Sandblasted glass is produced by spraying sand at high velocities over the surface of the glass. This gives the glass a translucent surface, which is usually rougher than that obtained by etching. During sandblasting, areas that are to remain transparent are masked for protection. The depth and degree of the translucency of the sand-blasted finishing vary with the force and type of sand used.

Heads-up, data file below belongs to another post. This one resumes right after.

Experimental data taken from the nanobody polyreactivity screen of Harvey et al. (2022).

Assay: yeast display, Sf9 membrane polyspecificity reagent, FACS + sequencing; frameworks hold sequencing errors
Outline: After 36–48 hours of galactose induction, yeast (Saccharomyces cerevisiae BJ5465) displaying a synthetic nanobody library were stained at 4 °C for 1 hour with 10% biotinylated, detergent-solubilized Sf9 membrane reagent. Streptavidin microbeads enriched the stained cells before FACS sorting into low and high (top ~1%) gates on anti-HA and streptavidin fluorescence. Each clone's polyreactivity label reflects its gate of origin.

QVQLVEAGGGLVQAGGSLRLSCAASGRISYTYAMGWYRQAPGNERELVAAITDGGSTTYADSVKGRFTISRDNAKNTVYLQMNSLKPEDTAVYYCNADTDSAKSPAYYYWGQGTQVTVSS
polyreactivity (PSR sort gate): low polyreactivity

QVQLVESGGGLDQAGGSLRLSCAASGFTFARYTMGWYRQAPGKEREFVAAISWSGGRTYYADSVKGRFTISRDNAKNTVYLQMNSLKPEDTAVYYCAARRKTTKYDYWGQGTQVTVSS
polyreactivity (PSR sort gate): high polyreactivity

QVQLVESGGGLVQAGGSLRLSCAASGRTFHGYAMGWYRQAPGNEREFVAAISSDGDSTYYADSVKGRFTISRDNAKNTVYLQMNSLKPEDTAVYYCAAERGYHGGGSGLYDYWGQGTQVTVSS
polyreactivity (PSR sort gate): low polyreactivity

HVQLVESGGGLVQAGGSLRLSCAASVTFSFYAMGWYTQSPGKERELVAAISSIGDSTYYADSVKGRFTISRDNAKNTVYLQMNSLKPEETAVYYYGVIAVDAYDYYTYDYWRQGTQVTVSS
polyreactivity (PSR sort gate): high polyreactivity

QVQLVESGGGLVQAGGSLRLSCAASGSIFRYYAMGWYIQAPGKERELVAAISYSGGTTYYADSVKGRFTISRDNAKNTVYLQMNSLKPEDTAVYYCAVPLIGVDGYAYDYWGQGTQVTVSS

The sandblasting technique is used to obscure visibility through glass, but the glass continues to still transmit light as it is diffused through the surface. Patterns and designs can be created using a mask which resists the abrasive force of the grit from the sandblaster. The mask can be hand cut or computer cut depending on the complexity of the design.
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